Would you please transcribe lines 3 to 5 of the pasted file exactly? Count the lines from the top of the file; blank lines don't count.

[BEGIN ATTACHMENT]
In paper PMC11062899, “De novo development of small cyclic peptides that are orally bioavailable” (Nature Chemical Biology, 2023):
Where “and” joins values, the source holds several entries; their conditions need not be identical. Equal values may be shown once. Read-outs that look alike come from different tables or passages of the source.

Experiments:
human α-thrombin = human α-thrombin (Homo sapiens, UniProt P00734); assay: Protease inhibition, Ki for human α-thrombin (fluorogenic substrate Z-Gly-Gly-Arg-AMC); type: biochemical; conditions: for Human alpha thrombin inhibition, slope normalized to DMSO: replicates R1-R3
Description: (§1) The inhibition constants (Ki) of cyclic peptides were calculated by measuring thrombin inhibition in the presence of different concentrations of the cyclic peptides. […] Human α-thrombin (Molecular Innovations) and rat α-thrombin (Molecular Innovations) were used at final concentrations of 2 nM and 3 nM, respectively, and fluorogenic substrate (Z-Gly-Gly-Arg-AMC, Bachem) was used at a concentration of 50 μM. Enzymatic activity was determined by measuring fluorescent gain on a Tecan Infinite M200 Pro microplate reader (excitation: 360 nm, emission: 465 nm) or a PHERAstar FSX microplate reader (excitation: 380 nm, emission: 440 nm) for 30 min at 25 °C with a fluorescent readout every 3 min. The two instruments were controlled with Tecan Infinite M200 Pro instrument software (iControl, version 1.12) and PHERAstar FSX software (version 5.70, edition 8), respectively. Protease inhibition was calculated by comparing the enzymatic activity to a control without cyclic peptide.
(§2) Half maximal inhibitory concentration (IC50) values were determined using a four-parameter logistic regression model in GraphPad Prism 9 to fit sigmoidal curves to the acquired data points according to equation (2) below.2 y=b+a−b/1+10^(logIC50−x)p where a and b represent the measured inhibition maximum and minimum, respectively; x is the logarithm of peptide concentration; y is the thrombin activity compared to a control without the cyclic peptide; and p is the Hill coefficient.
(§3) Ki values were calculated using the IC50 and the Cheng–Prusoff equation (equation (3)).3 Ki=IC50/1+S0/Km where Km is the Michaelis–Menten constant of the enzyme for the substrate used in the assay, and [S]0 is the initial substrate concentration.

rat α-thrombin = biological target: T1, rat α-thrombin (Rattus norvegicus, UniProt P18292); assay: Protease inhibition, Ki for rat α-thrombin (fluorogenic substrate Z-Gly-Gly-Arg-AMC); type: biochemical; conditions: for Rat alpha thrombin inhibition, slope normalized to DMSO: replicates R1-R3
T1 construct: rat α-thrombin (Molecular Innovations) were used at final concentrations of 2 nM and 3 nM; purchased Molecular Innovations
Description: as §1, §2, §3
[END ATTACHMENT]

Experiments:
human α-thrombin = human α-thrombin (Homo sapiens, UniProt P00734); assay: Protease inhibition, Ki for human α-thrombin (fluorogenic substrate Z-Gly-Gly-Arg-AMC); type: biochemical; conditions: for Human alpha thrombin inhibition, slope normalized to DMSO: replicates R1-R3
Description: (§1) The inhibition constants (Ki) of cyclic peptides were calculated by measuring thrombin inhibition in the presence of different concentrations of the cyclic peptides. […] Human α-thrombin (Molecular Innovations) and rat α-thrombin (Molecular Innovations) were used at final concentrations of 2 nM and 3 nM, respectively, and fluorogenic substrate (Z-Gly-Gly-Arg-AMC, Bachem) was used at a concentration of 50 μM. Enzymatic activity was determined by measuring fluorescent gain on a Tecan Infinite M200 Pro microplate reader (excitation: 360 nm, emission: 465 nm) or a PHERAstar FSX microplate reader (excitation: 380 nm, emission: 440 nm) for 30 min at 25 °C with a fluorescent readout every 3 min. The two instruments were controlled with Tecan Infinite M200 Pro instrument software (iControl, version 1.12) and PHERAstar FSX software (version 5.70, edition 8), respectively. Protease inhibition was calculated by comparing the enzymatic activity to a control without cyclic peptide.